• Hanifeh, Mohsen; Sankari, Satu; Rajamäki, Minna M.; Syrjä, Pernilla; Kilpinen, Susanne; Suchodolski, Jan S; Heilmann, Romy M; Guadiano, Phillip; Lidbury, Jonathan; Steiner, Jörg M; Spillmann, Thomas (BioMed Central, 2018)
    Abstract Background Intestinal mucosal S100A12 and myeloperoxidase (MPO) are inflammatory biomarkers in humans with inflammatory bowel disease (IBD). However, these biomarkers have not been studied in the intestinal mucosa of dogs with chronic enteropathies (CE), even though dogs with CE have increased S100A12 concentrations in feces and serum. This study investigated mucosal S100A12 concentrations and MPO activities in both dogs with CE and healthy Beagles. ELISA (S100A12 concentrations) and spectrophotometric methods (MPO activity) were used. The associations of both biomarkers with canine IBD activity index (CIBDAI), histopathologic findings, clinical outcome, and serum albumin concentrations were also investigated. We studied intestinal mucosal samples originating from different intestinal regions of 40 dogs with CE and 18 healthy Beagle dogs (duodenum, ileum, colon, and cecum). Results Compared with healthy Beagles, mucosal S100A12 concentrations in dogs with CE were significantly higher in the duodenum (p < 0.0001) and colon (p = 0.0011), but not in the ileum (p = 0.2725) and cecum (p = 0.2194). Mucosal MPO activity of dogs with CE was significantly higher in the duodenum (p < 0.0001), ileum (p = 0.0083), colon (p < 0.0001), and cecum (p = 0.0474). Mucosal S100A12 concentrations in the duodenum were significantly higher if the inflammatory infiltrate consisted mainly of neutrophils (p = 0.0439) or macrophages (p = 0.037). Mucosal S100A12 concentrations also showed a significant association with the severity of total histopathological injury and epithelial injury in the colon (p < 0.05). Mucosal MPO activity showed a significant association (p < 0.05) with the severity of total histopathological injury, epithelial injury, and eosinophil infiltration in the duodenum. There was no significant association of both biomarkers with CIBDAI or clinical outcome. Conclusions This study showed that both mucosal S100A12 concentrations and MPO activities are significantly increased in the duodenum and colon of dogs with CE; mucosal MPO was also increased in the ileum and cecum. Future research should focus on assessing the clinical utility of S100A12 and MPO as diagnostic markers in dogs with CE.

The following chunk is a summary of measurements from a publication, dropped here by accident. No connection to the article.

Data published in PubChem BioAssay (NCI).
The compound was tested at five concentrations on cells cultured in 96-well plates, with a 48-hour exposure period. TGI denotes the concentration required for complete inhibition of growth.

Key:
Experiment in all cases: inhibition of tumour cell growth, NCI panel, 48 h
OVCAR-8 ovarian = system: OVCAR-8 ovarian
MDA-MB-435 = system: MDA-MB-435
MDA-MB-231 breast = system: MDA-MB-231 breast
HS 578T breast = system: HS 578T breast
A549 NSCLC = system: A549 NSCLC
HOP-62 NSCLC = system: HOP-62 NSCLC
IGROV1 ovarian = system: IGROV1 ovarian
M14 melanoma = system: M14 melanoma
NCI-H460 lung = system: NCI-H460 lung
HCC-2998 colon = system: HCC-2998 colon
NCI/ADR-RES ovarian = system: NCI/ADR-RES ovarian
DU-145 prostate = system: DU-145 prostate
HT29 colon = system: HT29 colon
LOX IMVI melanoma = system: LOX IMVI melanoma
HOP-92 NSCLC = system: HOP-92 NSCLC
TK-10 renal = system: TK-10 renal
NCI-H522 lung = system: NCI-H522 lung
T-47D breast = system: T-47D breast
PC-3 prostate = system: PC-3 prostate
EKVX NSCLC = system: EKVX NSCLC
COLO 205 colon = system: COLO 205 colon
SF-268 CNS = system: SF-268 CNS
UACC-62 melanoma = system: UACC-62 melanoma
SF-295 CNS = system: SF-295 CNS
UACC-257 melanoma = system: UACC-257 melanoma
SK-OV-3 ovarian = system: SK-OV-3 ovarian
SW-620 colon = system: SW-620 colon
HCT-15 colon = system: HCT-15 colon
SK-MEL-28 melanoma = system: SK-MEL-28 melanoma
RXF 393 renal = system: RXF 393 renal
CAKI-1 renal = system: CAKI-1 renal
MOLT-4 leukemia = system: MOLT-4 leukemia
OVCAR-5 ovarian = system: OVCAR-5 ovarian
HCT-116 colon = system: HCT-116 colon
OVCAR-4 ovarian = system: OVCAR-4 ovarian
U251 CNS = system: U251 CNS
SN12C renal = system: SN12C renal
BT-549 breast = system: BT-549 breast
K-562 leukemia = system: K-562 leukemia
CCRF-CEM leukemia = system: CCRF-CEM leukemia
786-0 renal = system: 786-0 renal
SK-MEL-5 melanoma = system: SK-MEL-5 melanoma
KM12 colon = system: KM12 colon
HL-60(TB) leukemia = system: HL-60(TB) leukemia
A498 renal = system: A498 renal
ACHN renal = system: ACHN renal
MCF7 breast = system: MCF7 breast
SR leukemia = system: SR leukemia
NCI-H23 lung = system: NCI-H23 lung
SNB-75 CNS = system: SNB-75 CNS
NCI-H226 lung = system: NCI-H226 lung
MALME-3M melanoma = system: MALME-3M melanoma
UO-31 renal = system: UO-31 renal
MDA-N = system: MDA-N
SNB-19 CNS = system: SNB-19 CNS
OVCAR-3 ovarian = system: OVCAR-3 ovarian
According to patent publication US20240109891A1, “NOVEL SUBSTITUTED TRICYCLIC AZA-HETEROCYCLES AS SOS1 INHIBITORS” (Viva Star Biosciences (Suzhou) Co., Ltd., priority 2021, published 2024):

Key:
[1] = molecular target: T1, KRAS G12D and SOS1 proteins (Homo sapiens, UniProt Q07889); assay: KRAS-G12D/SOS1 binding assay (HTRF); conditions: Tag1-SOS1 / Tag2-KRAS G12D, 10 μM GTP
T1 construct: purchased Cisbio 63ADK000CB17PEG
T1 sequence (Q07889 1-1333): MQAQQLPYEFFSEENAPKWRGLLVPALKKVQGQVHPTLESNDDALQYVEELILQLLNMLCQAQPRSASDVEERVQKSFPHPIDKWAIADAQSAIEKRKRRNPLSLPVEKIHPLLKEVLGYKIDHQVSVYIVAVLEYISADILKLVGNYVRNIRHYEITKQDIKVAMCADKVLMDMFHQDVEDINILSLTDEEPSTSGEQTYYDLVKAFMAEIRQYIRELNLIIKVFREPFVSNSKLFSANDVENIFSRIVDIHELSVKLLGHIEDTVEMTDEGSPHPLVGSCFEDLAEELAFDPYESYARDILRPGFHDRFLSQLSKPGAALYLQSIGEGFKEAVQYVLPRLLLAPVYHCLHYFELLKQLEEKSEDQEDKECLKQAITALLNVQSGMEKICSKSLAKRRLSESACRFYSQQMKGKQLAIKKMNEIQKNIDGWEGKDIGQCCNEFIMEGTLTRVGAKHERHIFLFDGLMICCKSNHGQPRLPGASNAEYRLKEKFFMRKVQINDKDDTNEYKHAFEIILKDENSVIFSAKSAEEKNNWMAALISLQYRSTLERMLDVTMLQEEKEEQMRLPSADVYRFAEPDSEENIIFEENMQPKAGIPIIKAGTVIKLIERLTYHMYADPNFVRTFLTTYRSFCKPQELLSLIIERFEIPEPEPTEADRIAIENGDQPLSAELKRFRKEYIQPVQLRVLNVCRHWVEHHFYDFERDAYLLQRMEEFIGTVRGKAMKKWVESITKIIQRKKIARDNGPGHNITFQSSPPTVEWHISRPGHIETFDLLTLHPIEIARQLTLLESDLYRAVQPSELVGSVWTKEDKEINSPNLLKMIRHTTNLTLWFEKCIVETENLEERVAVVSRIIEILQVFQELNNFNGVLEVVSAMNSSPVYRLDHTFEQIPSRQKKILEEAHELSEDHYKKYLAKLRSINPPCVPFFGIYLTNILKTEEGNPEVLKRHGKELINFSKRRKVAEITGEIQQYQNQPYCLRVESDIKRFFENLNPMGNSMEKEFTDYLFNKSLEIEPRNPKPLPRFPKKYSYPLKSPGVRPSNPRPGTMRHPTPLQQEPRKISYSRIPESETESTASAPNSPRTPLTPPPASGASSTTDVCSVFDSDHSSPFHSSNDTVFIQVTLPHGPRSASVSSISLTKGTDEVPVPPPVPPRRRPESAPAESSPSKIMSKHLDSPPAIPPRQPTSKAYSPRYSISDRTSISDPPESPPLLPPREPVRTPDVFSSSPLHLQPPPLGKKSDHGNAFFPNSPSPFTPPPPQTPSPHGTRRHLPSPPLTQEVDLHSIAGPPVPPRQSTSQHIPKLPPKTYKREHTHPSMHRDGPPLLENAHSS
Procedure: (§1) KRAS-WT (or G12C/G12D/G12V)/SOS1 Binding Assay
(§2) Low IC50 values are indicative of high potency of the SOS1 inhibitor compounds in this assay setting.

• Hanifeh, Mohsen; Heilmann, Romy M.; Sankari, Satu; Rajamäki, Minna M.; Mäkitalo, Laura; Syrjä, Pernilla; Kilpinen, Susanne; Suchodolski, Jan S.; Steiner, Jörg M.; Spillmann, Thomas (2015)
    Background: Relatively few laboratory markers have been evaluated for the detection or monitoring of intestinal inflammation in canine chronic enteropathies, including inflammatory bowel disease (IBD). Previous research found that the intestinal mucosal levels of S100A12 and myeloperoxidase (MPO), as biomarkers of gut inflammation, were elevated in human patients with IBD. To date, the S100A12 and MPO levels in intestinal mucosal samples from either healthy dogs or from dogs suffering from IBD remain unreported. Therefore, this study aimed to evaluate the mucosal S100A12 and MPO levels in four different parts of the intestine (duodenum, jejunum, ileum and colon) in 12 healthy laboratory Beagle dogs using the ELISA and spectrophotometric methods, respectively. Results: Based on histological examinations, the recorded findings for all the samples were considered normal. The mucosal concentration of S100A12 in the ileum was significantly higher than in all other segments of the intestine (p <0.05). MPO activity was significantly higher in the ileal, jejunal and duodenal than in colonic mucosal samples (p <0.05). Moreover, its concentration was higher in the jejunum than in the duodenum. Conclusions: This study showed that S100A12 and MPO are reliably detectable in canine intestinal mucosa. The assays used appeared to be sufficient to further evaluate the role of S100A12 and MPO in the pathogenesis of canine chronic enteropathies, including IBD. These biomarkers may play a role in the initial detection of gut inflammation suggesting the need for further investigations to confirm IBD or to differentiate between IBD subtypes. Understanding the role of S100A12 and MPO in the pathogenesis of chronic intestinal inflammation in future may result in an improved understanding of canine chronic intestinal inflammation.